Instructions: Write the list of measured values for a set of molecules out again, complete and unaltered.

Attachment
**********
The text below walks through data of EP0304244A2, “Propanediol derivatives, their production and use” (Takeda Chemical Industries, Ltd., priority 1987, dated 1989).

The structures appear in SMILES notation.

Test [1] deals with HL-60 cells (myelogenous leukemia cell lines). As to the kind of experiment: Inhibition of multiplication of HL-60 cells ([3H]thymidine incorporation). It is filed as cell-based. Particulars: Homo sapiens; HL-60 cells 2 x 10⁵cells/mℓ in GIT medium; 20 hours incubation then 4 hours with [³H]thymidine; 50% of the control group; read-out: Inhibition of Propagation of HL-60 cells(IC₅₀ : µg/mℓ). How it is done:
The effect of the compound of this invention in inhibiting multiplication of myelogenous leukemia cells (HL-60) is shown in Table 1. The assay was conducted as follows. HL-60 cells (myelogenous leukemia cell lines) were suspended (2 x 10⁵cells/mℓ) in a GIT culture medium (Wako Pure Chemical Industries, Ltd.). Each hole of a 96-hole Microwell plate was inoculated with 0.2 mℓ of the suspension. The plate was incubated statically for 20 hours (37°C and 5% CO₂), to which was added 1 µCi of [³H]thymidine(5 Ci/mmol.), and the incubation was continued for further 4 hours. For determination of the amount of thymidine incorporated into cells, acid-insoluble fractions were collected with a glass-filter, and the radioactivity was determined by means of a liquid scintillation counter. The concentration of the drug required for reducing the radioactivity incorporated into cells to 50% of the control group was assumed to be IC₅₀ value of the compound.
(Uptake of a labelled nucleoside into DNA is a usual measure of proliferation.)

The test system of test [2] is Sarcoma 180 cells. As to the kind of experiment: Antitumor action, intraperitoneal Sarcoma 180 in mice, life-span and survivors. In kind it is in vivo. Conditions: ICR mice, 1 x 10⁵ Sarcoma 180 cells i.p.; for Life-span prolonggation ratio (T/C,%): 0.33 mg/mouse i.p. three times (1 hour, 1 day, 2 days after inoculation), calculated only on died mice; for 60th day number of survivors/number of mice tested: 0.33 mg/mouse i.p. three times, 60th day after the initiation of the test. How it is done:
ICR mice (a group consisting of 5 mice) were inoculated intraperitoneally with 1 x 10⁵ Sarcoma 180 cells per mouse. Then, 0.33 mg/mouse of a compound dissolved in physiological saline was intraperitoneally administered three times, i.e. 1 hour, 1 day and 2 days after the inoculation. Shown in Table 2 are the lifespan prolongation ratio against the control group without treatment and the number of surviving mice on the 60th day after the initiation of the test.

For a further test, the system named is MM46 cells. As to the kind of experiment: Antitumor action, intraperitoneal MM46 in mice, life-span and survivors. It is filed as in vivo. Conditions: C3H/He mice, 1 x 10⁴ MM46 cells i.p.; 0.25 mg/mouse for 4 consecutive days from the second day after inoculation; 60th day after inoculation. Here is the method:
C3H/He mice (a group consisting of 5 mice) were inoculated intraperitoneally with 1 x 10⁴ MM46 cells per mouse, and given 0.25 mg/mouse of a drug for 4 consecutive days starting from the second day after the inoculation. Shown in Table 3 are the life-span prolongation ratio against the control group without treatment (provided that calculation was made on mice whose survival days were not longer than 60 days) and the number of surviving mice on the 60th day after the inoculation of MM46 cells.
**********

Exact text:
The text below walks through data of EP0304244A2, “Propanediol derivatives, their production and use” (Takeda Chemical Industries, Ltd., priority 1987, dated 1989).

The structures appear in SMILES notation.

Test [1] deals with HL-60 cells (myelogenous leukemia cell lines). As to the kind of experiment: Inhibition of multiplication of HL-60 cells ([3H]thymidine incorporation). It is filed as cell-based. Particulars: Homo sapiens; HL-60 cells 2 x 10⁵cells/mℓ in GIT medium; 20 hours incubation then 4 hours with [³H]thymidine; 50% of the control group; read-out: Inhibition of Propagation of HL-60 cells(IC₅₀ : µg/mℓ). How it is done:
The effect of the compound of this invention in inhibiting multiplication of myelogenous leukemia cells (HL-60) is shown in Table 1. The assay was conducted as follows. HL-60 cells (myelogenous leukemia cell lines) were suspended (2 x 10⁵cells/mℓ) in a GIT culture medium (Wako Pure Chemical Industries, Ltd.). Each hole of a 96-hole Microwell plate was inoculated with 0.2 mℓ of the suspension. The plate was incubated statically for 20 hours (37°C and 5% CO₂), to which was added 1 µCi of [³H]thymidine(5 Ci/mmol.), and the incubation was continued for further 4 hours. For determination of the amount of thymidine incorporated into cells, acid-insoluble fractions were collected with a glass-filter, and the radioactivity was determined by means of a liquid scintillation counter. The concentration of the drug required for reducing the radioactivity incorporated into cells to 50% of the control group was assumed to be IC₅₀ value of the compound.
(Uptake of a labelled nucleoside into DNA is a usual measure of proliferation.)

The test system of test [2] is Sarcoma 180 cells. As to the kind of experiment: Antitumor action, intraperitoneal Sarcoma 180 in mice, life-span and survivors. In kind it is in vivo. Conditions: ICR mice, 1 x 10⁵ Sarcoma 180 cells i.p.; for Life-span prolonggation ratio (T/C,%): 0.33 mg/mouse i.p. three times (1 hour, 1 day, 2 days after inoculation), calculated only on died mice; for 60th day number of survivors/number of mice tested: 0.33 mg/mouse i.p. three times, 60th day after the initiation of the test. How it is done:
ICR mice (a group consisting of 5 mice) were inoculated intraperitoneally with 1 x 10⁵ Sarcoma 180 cells per mouse. Then, 0.33 mg/mouse of a compound dissolved in physiological saline was intraperitoneally administered three times, i.e. 1 hour, 1 day and 2 days after the inoculation. Shown in Table 2 are the lifespan prolongation ratio against the control group without treatment and the number of surviving mice on the 60th day after the initiation of the test.

For a further test, the system named is MM46 cells. As to the kind of experiment: Antitumor action, intraperitoneal MM46 in mice, life-span and survivors. It is filed as in vivo. Conditions: C3H/He mice, 1 x 10⁴ MM46 cells i.p.; 0.25 mg/mouse for 4 consecutive days from the second day after inoculation; 60th day after inoculation. Here is the method:
C3H/He mice (a group consisting of 5 mice) were inoculated intraperitoneally with 1 x 10⁴ MM46 cells per mouse, and given 0.25 mg/mouse of a drug for 4 consecutive days starting from the second day after the inoculation. Shown in Table 3 are the life-span prolongation ratio against the control group without treatment (provided that calculation was made on mice whose survival days were not longer than 60 days) and the number of surviving mice on the 60th day after the inoculation of MM46 cells.